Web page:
What is lead poisoning?
“Lead poisoning: An acute or chronic poisoning caused by the absorption of lead or any of its salts into the body. Lead poisoning is an environmental hazard that is capable of causing mental retardation, behavioral disturbance, and brain damage. Lead poisoning is formally defined in the US as at least 10 micrograms of lead per deciliter of blood.”* -www.medterms.com
*[Note: This is out of date, as the Centers For Disease Control’s official “poisoned”—or more accurately—”action” level in the U.S. is now 1/2 of that amount—or 5 micrograms of lead per deciliter. Many in the scientific community are advocating that that figure should be lowered to 1 microgram per deciliter, based on our current understanding.]
Who is “at risk”?
Lead poisoning does not discriminate.
Children of any age, ethnicity and socioeconomic background can be poisoned.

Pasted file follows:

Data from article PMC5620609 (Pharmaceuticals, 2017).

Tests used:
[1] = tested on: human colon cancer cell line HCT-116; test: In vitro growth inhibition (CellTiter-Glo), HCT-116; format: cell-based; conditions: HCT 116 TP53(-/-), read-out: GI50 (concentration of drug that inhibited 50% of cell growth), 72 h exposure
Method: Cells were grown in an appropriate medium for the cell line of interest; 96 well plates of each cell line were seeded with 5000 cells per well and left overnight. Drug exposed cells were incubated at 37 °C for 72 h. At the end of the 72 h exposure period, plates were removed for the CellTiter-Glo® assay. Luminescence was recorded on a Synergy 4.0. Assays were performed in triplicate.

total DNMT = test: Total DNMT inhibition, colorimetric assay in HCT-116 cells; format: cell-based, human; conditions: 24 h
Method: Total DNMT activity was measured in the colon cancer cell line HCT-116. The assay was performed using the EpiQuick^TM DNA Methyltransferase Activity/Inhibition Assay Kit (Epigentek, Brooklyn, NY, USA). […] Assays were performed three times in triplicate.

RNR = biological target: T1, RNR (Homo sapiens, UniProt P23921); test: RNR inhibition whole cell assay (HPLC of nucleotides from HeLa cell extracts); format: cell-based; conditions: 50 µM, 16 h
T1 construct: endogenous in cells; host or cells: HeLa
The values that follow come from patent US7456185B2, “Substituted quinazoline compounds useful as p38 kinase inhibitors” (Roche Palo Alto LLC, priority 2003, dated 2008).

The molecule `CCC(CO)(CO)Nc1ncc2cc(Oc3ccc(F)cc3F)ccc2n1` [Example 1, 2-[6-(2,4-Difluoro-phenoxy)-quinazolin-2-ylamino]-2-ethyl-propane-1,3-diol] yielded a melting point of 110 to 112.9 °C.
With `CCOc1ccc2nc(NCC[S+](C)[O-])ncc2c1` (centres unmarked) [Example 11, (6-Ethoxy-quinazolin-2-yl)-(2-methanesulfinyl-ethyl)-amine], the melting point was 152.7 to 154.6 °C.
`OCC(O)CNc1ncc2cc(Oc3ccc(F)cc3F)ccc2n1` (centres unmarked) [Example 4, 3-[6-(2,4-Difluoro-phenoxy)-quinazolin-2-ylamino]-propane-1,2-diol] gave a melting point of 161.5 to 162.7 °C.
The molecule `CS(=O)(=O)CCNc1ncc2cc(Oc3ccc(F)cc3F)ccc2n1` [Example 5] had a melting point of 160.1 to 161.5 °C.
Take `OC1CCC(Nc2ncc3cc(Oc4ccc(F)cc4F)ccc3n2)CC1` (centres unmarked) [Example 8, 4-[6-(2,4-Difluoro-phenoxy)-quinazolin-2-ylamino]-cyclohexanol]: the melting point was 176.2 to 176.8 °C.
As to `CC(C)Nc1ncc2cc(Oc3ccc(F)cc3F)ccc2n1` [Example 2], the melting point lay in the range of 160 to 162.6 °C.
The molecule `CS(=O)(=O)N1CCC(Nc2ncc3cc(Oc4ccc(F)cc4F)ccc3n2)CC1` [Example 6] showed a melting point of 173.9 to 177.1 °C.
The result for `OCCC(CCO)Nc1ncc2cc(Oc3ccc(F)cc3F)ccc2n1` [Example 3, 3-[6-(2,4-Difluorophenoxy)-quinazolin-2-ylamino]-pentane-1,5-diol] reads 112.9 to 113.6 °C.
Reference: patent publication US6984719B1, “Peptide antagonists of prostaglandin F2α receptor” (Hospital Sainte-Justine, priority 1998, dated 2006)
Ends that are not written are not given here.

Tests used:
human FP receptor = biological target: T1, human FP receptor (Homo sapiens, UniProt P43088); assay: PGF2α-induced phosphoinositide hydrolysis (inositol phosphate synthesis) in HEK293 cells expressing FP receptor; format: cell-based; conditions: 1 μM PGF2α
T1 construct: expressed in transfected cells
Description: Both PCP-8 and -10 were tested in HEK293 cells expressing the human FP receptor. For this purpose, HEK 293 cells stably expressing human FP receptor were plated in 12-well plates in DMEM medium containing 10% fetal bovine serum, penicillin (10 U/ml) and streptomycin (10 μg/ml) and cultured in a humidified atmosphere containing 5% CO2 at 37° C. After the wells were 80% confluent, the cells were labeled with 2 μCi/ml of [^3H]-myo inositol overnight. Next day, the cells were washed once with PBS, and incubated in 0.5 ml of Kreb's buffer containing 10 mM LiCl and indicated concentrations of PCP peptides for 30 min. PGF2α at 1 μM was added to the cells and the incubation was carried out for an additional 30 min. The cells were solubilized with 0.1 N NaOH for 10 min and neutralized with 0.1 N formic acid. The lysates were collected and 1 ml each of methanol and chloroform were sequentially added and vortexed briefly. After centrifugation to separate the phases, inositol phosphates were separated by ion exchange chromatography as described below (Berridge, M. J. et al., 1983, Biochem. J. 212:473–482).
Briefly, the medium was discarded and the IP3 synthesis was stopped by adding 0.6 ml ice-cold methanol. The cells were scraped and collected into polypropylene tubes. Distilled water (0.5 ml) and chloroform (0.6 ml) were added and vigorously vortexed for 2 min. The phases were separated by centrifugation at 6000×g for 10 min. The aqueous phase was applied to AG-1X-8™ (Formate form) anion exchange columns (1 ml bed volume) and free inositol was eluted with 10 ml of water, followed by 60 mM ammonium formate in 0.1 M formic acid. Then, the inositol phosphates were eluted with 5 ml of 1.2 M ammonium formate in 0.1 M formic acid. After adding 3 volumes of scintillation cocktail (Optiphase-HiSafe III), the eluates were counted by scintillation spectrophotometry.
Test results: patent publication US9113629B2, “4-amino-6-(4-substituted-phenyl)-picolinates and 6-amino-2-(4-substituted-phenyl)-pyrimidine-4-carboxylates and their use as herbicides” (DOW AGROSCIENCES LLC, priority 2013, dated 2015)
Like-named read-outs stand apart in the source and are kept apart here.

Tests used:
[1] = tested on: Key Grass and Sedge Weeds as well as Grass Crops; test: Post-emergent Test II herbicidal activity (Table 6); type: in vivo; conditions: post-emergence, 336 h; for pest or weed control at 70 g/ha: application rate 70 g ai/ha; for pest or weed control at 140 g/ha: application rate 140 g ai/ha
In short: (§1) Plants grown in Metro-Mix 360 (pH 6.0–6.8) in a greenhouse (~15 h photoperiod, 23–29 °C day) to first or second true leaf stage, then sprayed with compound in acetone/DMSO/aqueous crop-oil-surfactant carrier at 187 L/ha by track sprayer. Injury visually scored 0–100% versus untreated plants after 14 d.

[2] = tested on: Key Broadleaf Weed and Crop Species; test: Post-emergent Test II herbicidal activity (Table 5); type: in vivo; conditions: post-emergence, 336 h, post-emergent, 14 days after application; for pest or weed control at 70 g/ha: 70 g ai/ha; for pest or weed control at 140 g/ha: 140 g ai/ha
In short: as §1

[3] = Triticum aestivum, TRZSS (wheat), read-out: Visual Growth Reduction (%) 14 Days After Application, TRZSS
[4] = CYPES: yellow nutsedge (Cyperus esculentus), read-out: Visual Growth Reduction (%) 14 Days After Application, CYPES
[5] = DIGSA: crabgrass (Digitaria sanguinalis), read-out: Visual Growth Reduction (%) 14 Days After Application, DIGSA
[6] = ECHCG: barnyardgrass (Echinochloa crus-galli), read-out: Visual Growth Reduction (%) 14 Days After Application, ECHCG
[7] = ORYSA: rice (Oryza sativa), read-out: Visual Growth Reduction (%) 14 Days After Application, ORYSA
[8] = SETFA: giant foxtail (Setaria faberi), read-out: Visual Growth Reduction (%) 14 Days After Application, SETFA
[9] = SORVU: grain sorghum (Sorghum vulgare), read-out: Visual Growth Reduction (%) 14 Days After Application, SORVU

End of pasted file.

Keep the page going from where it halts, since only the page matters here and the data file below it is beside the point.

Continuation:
One in three American children under 18 years old today has had an unsafe level of lead in their blood in their lifetime. This works out to more than 22,000,000 American children.
The naturally occurring level of lead in pre-industrial humans was found to be 0.016 micrograms per deciliter. Today 31% of children have had a BLL (blood lead level) of at least 2.5 micrograms per deciliter or higher at some point in their lifetime. That is more than 150 times the naturally occurring level of lead. As lead is a potent neuro-toxin even at trace amounts and experts now agree that there is no “safe” level of lead in a child’s blood; even this seemingly small amount of lead can cause permanent damage to the children exposed.
Adverse health effects of lead in children have been documented with levels as low as a blood lead level 2.0, and new research (just on the verge of being published) is demonstrating adverse impacts on children when maternal lead during pregnancy is as low as “general adult population” levels are today —0.48 micrograms per deciliter.
Why is this a problem?